The cadastre is often the principal source of information about ownership rights in land. Even when compiled for fiscal purposes, the record of payment of tax may constitute evidence of ownership of land. The basic unit of the cadastral record is the land parcel which is known as a plot. Although plots may be subdivided into smaller units or amalgamated with adjoining parcels into larger ones, the land which they cover remains unchanged. The need to record the details of land parcels within a cadastre stems from a need for better administration of land. Land is the ultimate resource from which all wealth comes. Improvement in the management of land are essential for the betterment of both rural and urban poor. The inadequacy of land information poses serious constraints on what can be done. Without the knowledge of who owns the land, development cannot take place. In consequence, emphasis in many development programmes is now being placed on ensuring that rights in land are identified, recognized by the state and recorded in some suitable form. The whole of this process is referred to as cadastre.
Parcel based information is required in a wide variety of activities. Frequent users range from existing or prospective landowners to lawyers, surveyors, valuers, real-estate managers, and agencies at all levels of Government. During the recent past, the demand for this information has expanded. This has extended the applications of existing parcel-based information systems and created the need for new ones. Some of these changes have arisen because of :
It has been universally accepted principle that the rulers of the State are entitled to a portion of the produce of the land from those who utilize it as a price for the protection of their life and property and also to meet the common expenses of the community. It is this concept of collection of revenue that necessitated the maintenance of land records, although in a rudimentary form, in ancient times. The Arthsastra is the first Indian work to mention of the village officers known as “gopa” whose duties include preparation of various registers for the village fields, transfers, due taxes, etc. Attempt to reform the system were first made by Sher Shah whereby land was categorized, measured and a schedule of crop rates fixed. This was further developed during the regime of Akbar, who with the assistance of Raja Todar Mal, fixed cash rates on a more scientific and rational basis. Elaborate Methods were devised for determining the average produce of each class of land and for commuting grain rates into money rates. In fact Akbars’s settlement widely resembles the later settlement effected under British rule. Subsequently during 1822 regulations were introduced for detailed surveys and regulations.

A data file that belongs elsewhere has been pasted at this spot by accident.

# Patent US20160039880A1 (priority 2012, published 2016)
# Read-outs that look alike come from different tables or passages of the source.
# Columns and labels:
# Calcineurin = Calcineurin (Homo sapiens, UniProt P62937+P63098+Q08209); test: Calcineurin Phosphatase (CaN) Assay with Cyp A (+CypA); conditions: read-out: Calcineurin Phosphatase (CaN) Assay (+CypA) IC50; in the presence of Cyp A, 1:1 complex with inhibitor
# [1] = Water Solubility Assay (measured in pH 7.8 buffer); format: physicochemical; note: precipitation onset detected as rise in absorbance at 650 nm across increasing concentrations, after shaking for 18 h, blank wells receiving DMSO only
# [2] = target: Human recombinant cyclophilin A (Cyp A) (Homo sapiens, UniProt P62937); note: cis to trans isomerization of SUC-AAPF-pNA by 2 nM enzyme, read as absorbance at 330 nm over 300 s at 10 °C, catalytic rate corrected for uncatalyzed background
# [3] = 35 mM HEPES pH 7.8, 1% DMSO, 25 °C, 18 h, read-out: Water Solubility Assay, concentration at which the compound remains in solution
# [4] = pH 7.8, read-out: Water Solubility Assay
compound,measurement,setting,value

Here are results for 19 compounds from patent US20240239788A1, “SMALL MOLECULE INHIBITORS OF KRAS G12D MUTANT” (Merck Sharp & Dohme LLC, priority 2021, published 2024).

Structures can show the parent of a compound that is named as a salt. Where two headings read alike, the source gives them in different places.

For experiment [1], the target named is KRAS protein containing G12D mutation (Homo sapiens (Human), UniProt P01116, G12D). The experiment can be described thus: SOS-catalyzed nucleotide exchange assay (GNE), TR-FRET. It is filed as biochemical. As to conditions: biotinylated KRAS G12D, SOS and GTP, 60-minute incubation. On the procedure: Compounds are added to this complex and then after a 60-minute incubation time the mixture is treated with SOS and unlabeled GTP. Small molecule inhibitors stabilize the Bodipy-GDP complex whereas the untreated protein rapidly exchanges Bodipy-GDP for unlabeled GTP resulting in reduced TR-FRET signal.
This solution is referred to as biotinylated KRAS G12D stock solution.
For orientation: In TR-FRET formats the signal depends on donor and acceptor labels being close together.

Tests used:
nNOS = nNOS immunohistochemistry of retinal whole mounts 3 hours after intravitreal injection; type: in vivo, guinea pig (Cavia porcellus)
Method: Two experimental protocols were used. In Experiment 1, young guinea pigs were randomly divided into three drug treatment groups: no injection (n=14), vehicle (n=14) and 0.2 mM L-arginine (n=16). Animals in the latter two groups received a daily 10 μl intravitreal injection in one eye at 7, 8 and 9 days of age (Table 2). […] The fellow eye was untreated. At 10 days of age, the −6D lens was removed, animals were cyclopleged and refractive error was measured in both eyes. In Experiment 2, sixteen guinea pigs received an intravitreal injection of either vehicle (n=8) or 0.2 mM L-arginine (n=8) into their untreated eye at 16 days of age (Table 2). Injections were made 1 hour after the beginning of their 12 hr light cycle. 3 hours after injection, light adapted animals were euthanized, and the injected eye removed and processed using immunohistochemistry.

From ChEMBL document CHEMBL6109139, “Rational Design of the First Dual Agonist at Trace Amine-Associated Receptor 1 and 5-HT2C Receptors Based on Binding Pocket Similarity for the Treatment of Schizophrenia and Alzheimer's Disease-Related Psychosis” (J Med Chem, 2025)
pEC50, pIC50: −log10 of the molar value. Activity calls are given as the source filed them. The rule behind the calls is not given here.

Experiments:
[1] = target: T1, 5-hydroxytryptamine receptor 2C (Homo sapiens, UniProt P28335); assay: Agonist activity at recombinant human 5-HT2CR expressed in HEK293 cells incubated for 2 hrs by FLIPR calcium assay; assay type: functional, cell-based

The primary interest of the British rulers was the collection of land revenue and consequently the system of land records was also organized to serve that purpose. After Independence considerable importance has been necessaciated for reliable statistics related to crop, irrigation, land use so that they could form the basis of land development of the country. It in turn helped in strengthening the land records development process.All these situation helped in development of the present day land records system. In any land records a number of records are prescribed to be, maintained at the village, tehsil and district levels and statements of land holdings, land revenue and rental cropped areas, land use pattern. There are more then 20 registers that are being maintained by Revenue Department. The number of registers again varies from State to State.
The principal records being maintained are as follows:
Since First Plan, Planners have been advocating proper maintenance of land records as the basis of good administration. This was reiterated in the second plan and Third Plans. The sixth plan has envisaged the complementation and updation of land records from 1980 to 1985. According to seventh plan document, “Land records form the base for all land reform measures and therefore, regular periodic updating of land records is essential in all states.” The eighth plan(1992-1997) and the Ninth Plan(1997-2002) have also envisaged the fulfillment of all five-year principles of National Land Reforms Policies, that is the abolition of intermediaries, tenancy reforms with security to actual cultivators, redistribution of ceiling, surplus land consolidation of holdings and updation of land records. Subsequently in 73rd Amendment to the constitution mentions that computerization of land records is an essential step to achieve decentralized planning and effective administration.
Subsequently during 1988-99 centrally –sponsored scheme on computerization of land records was started with 100% financial assistance as a pilot project in eight states.(RangaReddy in AP, Mayurbhanj in Orissa, Sonitpur in Assam, Singhbhum in Bihar, Wardha in Maharastra, Dungarpur in Rajasthan and Gandhinagar in Gujarat). Then the scheme was extended to 24 districts of different States. At present the scheme was extended to all the 544 districts in the country. During 97-98 it was decided to cover 1400 tehsils/taluks under the land records computerization scheme.
The scheme is being implemented since 1994-1995 by MRD in collaboration with NIC where in NIC is responsible for the supply, installation of hardware, software and maintenance of peripherals.
In all the State LRC project was started with basically data entry of khasra and khatoni with the help of file based database software supported by the unix operation system which was the operating system of the time. The customized data entry screens were developed for entering the raw attribute data in to a database. Then the complete village wise khatoni and khasra repots were generated through the report generation modules. The basic feature the software used that time was the capability of data entry in local language. The CDAC’s GIST technology was used to achieve multilingual data entry from unix dumb terminals.